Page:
Keane Insulation Installed Spray Foam Insulation To Renovate An Aging Building Used To Store Sweet Potatoes
By Juan Sagarbarria
Sweet potatoes beget delicious fries and chips, and also constitute the main ingredient of the staple cassarole at many a Thanksgiving table. But in between their harvest and consumption, sweet potatoes must be stored before they are processed. While stored, the quality of the sweet potato can be compromised if the environment is not maintained at the ideal temperature. Bateman Produce Farms, one of the largest producers of sweet potatoes in the country, faced this particular problem.
With over 100 years of farming, Bateman operates several buildings around North Carolina’s Chowan County: barns and storage spaces that are filled up with containers of sweet potatoes during the harvest. One of these buildings, which was one of Bateman’s main holding houses for the sweet potatoes, became unsound over the years and was in dire need of maintenance. This metal sheet building had been constructed and insulated with spray foam circa 1970. The building performed supremely for 40 years before its exterior metal sheeting began to rust. To remedy its deterioration, the owner gave the green light for rejuvenating the 60-foot x 30-foot building; a project that included the reapplication of spray polyurethane foam.
The initial phase of the project entailed stripping the exterior metal sheeting from the building and scraping the metal purlins and stud areas clean. After the exterior metal sheeting was removed, the building was successfully re-skinned with new metal sheeting prior to the insulation phase of the project. The project manager brought in Keane Insulation for the installation, which involved spraying closed-cell SPF to seal the building envelope.
“The owner wanted to maintain the temperature at 65 degrees in order to keep the sweet potatoes fresh,” said Keane Insulation’s Neil Keane. “The trick was to be able to produce an insulated environment that didn’t need as much energy consumption in order to keep that temperature consistent throughout the day. Since more people in the construction industry now know about spray foam, the owner and the project manager knew this to be the best option to retain the desired temperature and to boost the overall performance of the building.”
The two-man Keane crew was meticulous in protecting the site from overspray damage. They used plastic sheeting to cover the concrete floors, the main beams, the doors, and a six-fan system that was located on the corner of the building.
The crew also draped plastic sheeting over wiring that had been left hanging for a future HVAC system installation and placed blue tape in all of the outlets. They also sectioned off their spraying areas as the job progressed to mitigate overspray damage around the building.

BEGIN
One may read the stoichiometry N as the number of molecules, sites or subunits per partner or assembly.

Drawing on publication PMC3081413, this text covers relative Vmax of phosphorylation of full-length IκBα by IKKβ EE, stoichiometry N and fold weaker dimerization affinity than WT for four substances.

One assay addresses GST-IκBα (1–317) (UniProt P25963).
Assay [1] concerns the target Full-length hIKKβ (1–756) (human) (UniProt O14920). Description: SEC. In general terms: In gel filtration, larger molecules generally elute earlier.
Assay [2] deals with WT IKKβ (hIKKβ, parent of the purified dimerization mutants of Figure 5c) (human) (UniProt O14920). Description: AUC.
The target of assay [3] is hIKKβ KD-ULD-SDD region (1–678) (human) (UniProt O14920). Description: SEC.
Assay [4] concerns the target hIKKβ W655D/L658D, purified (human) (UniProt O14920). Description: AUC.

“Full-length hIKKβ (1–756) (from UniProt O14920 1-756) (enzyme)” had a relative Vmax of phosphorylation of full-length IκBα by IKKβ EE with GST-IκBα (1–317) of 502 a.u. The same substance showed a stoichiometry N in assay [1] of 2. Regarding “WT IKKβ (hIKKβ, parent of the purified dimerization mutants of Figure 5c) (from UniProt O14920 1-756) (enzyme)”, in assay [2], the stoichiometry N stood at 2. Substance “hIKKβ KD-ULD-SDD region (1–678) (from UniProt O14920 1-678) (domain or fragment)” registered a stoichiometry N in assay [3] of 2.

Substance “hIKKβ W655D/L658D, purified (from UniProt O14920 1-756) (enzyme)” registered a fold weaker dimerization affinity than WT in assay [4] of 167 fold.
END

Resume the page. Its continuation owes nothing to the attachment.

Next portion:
“It is always important to consider what’s around you when you’re going to have foam coming out of the spray gun at over 1,000 psi,” said Keane. “So, when it comes to prepping a site, I essentially create a paint booth to keep the foam from going everywhere and sticking to everything. You only want the foam to go where you want it to go. Spray foaming is 70 percent prep and 30 percent spray.”
In addition to overspray damage protection, the Keane crew also constructed a scaffolding system to access the roof, which was 18 feet high from the bottom of the building.
The crew spent a day and a half prepping the site before the foam installation commenced. They wore PPE consisting of 3M 6000 series full-face respirators, Tyvek suits, and gloves. For ventilation, the crew kept the building’s two main entrances open and had a 1,200 CFM fan blowing fresh air in and exhaust out.
During the SPF application, the Keane crew utilized two sets of Foamsulate 210, a closed-cell spray polyurethane foam formulated by Premium Spray Products. They applied two inches of foam to the roof deck and one inch to the exterior walls in between the studs, overlapping the density of foam in the joint areas where the roofline came together with the wall. The total spray area for the foam application amassed 9,000 board feet.
”The spray foam system that was in place gave the building great insulation for 40 years… I’m confident this new system will last a lot longer than that.” – Neil Keane, KEANE INSULATION •
“There was an area between the roofline sheathing to the wall sheathing of 60 feet that I had to bridge by spraying three inches of foam,” said Keane. “This was done to ensure that any seams created over time were completely eliminated and a monolithic seal was created.”
The crew had one rig on site equipped with a Graco H-25 proportioner and a Graco Fusion ClearShot spray gun. It took the crew about three days to complete the application, which provided the building with first-rate, energy-efficient insulation that will effectively maintain Bateman’s stock in an optimal climate for many sweet potato harvests to come.
“Projects like this one certainly put things into perspective of what spray foam can accomplish since you can bring a building back to life for half the price of an actual tear down,” said Keane. The spray foam system that was in place gave the building great insulation for 40 years… I’m confident this new system will last a lot longer than that.”
For more information, please visit www.keaneinsulation.com. •
Photos Courtesy of Keane Insulation